WiFi connections can prove tricky to set up and keep working reliably. I have set up hundreds of WiFi networks for people over the years and many of the problems can be tracked down with the aid of a good networking tool like WiFi Analyzer. I use this app regularly to help with the best placement of routers in homes and businesses and to find out if there may be a conflicting router or cordless phone – more on this later.
There are several screens provided in the app that show a lot of detail about technical terms that probably most people will not have come across before, so I’ll briefly explain these. The first screen, channel graph, shows all the WiFi networks close enough for the phone or tablet to ‘see’, including (hopefully) your own. The relative signal strengths of the networks are displayed and also the channels they are on. This is useful if your own network is on the same channel as another strong signal – it is wise to change your WiFi channel if this is the case. This is done within your router setup which is a little complicated to go into here, but it isn’t hard to figure out how to do this if you read your router manual. Use the channel rating screen to see the rating of each channel – again, you can change your router channel if your particular one has a low star rating and performance is poor.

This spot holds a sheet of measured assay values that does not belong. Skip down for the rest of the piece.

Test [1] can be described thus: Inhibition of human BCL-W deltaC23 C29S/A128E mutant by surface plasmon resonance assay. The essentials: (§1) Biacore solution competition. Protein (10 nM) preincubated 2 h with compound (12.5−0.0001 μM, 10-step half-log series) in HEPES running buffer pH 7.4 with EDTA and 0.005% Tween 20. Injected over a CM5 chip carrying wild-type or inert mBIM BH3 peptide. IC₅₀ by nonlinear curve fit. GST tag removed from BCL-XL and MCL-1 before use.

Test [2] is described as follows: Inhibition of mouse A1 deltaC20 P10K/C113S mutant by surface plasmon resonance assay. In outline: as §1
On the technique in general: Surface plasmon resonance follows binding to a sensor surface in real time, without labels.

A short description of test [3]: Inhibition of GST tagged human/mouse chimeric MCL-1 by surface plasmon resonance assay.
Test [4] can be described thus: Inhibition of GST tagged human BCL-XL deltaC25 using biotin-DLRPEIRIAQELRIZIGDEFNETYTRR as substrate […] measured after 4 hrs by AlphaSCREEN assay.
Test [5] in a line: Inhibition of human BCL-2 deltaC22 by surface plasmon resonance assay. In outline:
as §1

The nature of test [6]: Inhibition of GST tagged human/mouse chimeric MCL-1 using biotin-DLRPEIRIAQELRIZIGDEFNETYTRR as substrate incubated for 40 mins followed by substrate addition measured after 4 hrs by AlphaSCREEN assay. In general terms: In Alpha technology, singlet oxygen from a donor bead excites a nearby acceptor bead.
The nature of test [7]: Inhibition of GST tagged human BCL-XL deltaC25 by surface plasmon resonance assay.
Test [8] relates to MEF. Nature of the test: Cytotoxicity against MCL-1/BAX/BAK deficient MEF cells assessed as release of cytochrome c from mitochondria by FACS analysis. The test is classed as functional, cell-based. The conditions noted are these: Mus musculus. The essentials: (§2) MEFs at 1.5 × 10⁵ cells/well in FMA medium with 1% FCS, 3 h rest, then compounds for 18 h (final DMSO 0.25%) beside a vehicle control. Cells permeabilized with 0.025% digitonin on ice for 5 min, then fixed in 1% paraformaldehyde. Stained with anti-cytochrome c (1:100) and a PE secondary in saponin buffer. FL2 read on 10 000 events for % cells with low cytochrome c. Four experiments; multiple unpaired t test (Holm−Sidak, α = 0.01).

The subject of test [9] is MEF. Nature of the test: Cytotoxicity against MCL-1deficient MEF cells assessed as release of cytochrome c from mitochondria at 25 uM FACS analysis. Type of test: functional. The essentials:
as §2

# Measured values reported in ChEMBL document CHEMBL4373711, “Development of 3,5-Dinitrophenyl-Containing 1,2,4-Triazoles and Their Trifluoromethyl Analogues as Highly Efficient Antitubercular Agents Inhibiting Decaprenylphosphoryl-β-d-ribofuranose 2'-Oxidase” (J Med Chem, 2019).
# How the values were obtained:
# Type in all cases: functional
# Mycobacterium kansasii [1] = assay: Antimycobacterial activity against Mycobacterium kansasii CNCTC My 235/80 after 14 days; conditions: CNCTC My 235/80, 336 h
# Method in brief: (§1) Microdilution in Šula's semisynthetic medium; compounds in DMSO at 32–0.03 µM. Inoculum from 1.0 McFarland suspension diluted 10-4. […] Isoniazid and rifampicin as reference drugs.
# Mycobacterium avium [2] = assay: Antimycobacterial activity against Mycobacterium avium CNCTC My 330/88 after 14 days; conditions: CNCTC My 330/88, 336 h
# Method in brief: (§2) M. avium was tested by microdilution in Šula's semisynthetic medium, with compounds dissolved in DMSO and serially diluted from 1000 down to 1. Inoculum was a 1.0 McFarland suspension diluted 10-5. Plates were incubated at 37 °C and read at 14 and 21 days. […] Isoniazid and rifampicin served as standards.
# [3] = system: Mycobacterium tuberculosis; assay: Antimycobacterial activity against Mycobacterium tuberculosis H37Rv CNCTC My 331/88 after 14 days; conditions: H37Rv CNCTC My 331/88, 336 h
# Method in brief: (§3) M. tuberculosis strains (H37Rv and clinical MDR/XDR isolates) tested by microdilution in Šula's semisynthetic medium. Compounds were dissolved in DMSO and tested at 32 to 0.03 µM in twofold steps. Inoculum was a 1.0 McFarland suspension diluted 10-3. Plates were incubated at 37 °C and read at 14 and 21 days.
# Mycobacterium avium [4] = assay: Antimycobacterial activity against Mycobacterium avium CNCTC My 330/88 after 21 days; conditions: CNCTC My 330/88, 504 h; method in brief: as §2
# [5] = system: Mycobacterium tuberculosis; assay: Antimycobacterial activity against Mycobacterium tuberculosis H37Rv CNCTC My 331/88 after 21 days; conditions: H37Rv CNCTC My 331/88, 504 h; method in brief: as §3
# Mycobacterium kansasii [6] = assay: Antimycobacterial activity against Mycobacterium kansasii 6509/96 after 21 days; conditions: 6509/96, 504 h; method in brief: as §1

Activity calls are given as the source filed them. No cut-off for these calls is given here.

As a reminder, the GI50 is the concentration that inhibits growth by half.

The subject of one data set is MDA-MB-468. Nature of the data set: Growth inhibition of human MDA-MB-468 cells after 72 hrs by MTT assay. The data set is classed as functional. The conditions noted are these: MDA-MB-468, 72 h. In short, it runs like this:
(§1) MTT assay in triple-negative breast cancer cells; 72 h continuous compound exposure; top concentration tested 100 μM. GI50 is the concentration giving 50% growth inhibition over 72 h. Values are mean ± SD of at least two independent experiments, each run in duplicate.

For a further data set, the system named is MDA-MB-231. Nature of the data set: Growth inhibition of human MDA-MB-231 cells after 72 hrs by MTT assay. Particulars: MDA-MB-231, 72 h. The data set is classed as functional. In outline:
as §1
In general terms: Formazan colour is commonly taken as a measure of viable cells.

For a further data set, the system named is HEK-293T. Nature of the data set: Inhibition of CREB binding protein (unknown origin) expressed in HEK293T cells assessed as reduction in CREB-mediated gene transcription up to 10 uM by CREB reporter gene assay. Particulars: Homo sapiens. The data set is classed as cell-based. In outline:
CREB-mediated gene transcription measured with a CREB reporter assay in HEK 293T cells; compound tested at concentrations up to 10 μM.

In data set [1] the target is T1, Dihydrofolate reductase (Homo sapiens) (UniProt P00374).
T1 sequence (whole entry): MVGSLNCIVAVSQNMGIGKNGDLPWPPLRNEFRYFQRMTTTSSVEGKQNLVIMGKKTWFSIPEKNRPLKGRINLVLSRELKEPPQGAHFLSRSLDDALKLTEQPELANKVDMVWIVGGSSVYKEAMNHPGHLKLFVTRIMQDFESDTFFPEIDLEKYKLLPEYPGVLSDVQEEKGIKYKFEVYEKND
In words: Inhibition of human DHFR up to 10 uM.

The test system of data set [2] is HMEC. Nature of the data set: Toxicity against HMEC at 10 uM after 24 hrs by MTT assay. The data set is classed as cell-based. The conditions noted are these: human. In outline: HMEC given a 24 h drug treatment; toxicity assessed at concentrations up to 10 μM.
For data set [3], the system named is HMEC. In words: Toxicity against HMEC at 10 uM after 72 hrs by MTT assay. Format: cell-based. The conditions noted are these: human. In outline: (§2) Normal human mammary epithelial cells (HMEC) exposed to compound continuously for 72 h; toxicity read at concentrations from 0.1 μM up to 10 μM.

The AP List screen provides more details about each network found – including the type of security used. If yours shows WEP or worse, no security encryption at all – change this to either WPA or WPA2 within your router settings and set a strong password. Your device IP address is also shown which can come in very handy to work out your router IP address too. (tip: if the device IP is something like 192.168.0.15 – your router IP is probably 192.168.0.1).
Finally, the Signal Meter screen shows a handy meter display that can be used to find where the strongest signal areas in your home are. Your tablet, phone or laptop should be able to reliably connect so long as the meter shows -75dBm or higher. Radio signals are easily blocked by metal screens, including reinforcing rods inside concrete or brick walls, while they usually pass easily though dry wall or timber. Of course, line of sight or through windows can provide useful signal strength over 50 – 70 metres or sometimes more.
As I mentioned, this app is so useful it has become one of the first I install whenever I get a new phone. If there is any doubt which WiFi connection is the correct one to connect to, I just fire up the app and look for the strongest signal when I am standing beside the router!
Price : FREE
Size : 2.0Mb
Needs : Android 2.3+